Not easy for Harvard grads to say they went there

On Thursday afternoon, Jeanne Mack stood in her cap and gown, just outside the gates to Harvard Yard, a fresh member of the real world. She had just graduated from college. Which one? Well, she says, if a stranger were to ask her, she might stumble around for a bit, take a hard swallow, reports.

“I’ll say near Boston,’’ Mack said, the mortar board still tilted on her brow. “I try to be as general as possible and move on.’’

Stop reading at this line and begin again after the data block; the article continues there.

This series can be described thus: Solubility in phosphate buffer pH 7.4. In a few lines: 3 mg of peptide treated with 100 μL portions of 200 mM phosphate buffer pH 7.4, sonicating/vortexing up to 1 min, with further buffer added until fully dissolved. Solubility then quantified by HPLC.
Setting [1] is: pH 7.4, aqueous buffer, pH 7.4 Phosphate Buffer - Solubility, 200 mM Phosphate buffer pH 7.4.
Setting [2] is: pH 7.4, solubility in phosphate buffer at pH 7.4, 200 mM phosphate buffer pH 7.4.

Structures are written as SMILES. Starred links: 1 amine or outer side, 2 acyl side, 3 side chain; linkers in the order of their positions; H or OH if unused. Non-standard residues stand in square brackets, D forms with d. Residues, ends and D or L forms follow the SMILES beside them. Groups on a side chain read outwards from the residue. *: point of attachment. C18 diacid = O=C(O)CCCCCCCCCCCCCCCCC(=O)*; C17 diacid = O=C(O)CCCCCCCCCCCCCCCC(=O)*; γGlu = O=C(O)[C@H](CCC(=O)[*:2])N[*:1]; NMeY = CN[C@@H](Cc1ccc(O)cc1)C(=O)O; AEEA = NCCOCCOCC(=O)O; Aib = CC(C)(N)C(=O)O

She does not like dropping the H-bomb, which is how Harvard students and alumni describe the moment they use the name of their university. It’s a loaded word. And everyone who has ever been a student at Harvard University – the school minted about 7,000 new graduates this month – is acutely aware of the perils of using it. They have been through it many times, seen the bomb explode in different ways. Each has an approach, goals for how it should go off. When confronted with questions about their education, many elect simply for a kind of dodge, the most famous being the Boston method. “I went to school in Boston.’’ Sometimes it’s “near Boston.’’ Or perhaps even “Cambridge.’’ That almost never works…

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